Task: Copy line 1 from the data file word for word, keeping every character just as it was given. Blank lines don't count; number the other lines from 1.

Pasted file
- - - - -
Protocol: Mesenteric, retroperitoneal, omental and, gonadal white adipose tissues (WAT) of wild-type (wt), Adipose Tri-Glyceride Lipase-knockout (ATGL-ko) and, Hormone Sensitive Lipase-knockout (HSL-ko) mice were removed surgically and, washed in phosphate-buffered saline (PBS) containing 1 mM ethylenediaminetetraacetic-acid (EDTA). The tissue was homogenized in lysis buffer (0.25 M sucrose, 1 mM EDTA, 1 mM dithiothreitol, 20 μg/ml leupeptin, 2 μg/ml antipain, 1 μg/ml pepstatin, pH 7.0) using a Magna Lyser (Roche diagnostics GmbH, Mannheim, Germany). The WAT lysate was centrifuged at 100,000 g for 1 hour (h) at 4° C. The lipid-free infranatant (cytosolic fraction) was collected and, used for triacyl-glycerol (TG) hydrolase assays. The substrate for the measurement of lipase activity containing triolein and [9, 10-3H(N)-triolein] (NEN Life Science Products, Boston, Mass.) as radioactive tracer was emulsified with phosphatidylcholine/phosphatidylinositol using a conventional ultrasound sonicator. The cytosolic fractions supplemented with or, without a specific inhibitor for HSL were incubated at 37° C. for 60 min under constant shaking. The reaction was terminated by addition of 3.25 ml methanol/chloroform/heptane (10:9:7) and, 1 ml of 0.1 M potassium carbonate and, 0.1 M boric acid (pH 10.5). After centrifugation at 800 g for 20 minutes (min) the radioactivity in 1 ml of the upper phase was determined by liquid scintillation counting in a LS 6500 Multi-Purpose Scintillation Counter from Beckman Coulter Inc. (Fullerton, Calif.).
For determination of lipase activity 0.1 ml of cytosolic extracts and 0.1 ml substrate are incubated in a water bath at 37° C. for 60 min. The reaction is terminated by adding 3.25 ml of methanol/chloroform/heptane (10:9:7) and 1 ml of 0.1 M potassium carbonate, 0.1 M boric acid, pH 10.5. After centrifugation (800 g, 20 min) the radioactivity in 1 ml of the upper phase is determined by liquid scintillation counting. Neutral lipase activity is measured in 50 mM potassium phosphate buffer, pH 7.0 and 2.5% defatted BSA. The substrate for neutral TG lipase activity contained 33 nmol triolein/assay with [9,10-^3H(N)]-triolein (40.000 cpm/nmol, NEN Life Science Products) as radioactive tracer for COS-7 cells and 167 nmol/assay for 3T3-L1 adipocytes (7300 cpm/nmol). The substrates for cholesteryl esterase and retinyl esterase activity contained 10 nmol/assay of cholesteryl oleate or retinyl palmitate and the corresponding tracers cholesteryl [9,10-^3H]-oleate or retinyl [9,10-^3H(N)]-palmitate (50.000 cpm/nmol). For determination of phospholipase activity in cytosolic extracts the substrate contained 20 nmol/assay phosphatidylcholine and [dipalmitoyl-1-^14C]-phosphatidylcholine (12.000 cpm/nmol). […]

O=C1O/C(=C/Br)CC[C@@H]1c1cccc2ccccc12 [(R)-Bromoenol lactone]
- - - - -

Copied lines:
Protocol: Mesenteric, retroperitoneal, omental and, gonadal white adipose tissues (WAT) of wild-type (wt), Adipose Tri-Glyceride Lipase-knockout (ATGL-ko) and, Hormone Sensitive Lipase-knockout (HSL-ko) mice were removed surgically and, washed in phosphate-buffered saline (PBS) containing 1 mM ethylenediaminetetraacetic-acid (EDTA). The tissue was homogenized in lysis buffer (0.25 M sucrose, 1 mM EDTA, 1 mM dithiothreitol, 20 μg/ml leupeptin, 2 μg/ml antipain, 1 μg/ml pepstatin, pH 7.0) using a Magna Lyser (Roche diagnostics GmbH, Mannheim, Germany). The WAT lysate was centrifuged at 100,000 g for 1 hour (h) at 4° C. The lipid-free infranatant (cytosolic fraction) was collected and, used for triacyl-glycerol (TG) hydrolase assays. The substrate for the measurement of lipase activity containing triolein and [9, 10-3H(N)-triolein] (NEN Life Science Products, Boston, Mass.) as radioactive tracer was emulsified with phosphatidylcholine/phosphatidylinositol using a conventional ultrasound sonicator. The cytosolic fractions supplemented with or, without a specific inhibitor for HSL were incubated at 37° C. for 60 min under constant shaking. The reaction was terminated by addition of 3.25 ml methanol/chloroform/heptane (10:9:7) and, 1 ml of 0.1 M potassium carbonate and, 0.1 M boric acid (pH 10.5). After centrifugation at 800 g for 20 minutes (min) the radioactivity in 1 ml of the upper phase was determined by liquid scintillation counting in a LS 6500 Multi-Purpose Scintillation Counter from Beckman Coulter Inc. (Fullerton, Calif.).